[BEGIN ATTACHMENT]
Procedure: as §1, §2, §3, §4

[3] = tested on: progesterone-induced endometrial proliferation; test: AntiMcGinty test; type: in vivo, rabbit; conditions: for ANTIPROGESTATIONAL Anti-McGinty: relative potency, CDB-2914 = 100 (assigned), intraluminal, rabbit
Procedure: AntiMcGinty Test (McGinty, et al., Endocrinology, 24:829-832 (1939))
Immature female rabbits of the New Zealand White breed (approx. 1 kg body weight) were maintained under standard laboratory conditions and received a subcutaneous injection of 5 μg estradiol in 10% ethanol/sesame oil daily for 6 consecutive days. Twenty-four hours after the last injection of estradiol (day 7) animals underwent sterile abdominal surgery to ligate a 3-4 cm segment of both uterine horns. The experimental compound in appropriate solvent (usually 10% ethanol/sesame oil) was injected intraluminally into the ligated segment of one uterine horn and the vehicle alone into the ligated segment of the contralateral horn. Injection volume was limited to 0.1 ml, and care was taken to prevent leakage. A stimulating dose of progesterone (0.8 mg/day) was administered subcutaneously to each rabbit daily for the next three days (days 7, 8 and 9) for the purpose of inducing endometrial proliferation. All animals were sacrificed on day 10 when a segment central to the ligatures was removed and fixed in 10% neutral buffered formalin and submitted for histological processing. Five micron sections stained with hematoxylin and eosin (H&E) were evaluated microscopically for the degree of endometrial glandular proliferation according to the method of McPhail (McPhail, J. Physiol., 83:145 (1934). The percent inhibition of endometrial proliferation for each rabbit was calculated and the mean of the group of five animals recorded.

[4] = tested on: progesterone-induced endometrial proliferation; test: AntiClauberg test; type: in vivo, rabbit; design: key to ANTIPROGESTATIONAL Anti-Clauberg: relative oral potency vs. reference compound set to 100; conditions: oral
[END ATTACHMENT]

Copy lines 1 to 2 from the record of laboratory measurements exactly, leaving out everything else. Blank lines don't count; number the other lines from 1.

Procedure: as §1, §2, §3, §4

[3] = tested on: progesterone-induced endometrial proliferation; test: AntiMcGinty test; type: in vivo, rabbit; conditions: for ANTIPROGESTATIONAL Anti-McGinty: relative potency, CDB-2914 = 100 (assigned), intraluminal, rabbit